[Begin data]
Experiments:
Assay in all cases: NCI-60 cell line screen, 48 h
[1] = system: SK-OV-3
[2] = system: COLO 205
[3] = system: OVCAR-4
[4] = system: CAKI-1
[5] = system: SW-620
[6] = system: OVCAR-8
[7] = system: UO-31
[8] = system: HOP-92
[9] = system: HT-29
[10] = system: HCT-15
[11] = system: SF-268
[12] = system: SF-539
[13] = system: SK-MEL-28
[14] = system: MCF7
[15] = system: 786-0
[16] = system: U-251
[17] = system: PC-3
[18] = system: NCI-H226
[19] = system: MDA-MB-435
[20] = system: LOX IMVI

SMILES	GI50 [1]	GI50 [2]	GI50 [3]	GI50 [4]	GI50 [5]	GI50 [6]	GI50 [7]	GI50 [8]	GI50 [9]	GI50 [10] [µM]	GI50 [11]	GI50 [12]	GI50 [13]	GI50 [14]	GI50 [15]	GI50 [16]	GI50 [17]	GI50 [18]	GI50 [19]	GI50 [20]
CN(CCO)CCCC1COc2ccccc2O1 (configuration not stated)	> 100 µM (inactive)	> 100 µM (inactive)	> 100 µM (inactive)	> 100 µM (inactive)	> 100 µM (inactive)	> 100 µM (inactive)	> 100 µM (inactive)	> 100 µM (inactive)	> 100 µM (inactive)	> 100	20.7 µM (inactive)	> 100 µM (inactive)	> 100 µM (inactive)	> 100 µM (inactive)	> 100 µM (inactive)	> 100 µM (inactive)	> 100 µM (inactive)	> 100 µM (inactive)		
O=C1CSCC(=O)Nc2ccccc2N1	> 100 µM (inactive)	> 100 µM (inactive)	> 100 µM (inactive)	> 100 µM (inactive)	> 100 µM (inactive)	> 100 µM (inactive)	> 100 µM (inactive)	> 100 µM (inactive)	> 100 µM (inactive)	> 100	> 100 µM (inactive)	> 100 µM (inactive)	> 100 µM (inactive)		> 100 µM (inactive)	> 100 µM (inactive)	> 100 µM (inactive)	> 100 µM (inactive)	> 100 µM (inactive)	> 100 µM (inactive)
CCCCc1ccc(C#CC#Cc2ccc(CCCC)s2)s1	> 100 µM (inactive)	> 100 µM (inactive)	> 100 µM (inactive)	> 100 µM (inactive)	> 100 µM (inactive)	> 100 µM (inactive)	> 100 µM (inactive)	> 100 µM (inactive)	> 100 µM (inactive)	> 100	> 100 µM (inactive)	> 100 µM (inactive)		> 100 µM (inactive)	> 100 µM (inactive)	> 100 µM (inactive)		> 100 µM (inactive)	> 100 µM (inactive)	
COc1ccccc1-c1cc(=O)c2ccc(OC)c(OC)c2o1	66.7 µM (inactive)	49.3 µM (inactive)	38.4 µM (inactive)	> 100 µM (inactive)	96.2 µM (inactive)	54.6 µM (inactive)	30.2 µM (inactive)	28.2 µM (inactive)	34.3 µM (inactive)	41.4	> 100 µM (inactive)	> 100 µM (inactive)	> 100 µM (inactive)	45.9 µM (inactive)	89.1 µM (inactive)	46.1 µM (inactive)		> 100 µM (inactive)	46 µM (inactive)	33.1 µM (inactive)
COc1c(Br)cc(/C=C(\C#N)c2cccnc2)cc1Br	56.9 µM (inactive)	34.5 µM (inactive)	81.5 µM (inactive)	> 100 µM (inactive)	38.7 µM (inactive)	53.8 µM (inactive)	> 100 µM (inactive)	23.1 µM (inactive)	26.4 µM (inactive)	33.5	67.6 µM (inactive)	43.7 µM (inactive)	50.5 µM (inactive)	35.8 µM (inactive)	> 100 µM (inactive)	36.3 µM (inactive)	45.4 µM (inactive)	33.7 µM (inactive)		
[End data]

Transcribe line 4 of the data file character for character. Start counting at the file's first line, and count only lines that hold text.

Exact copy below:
[2] = system: COLO 205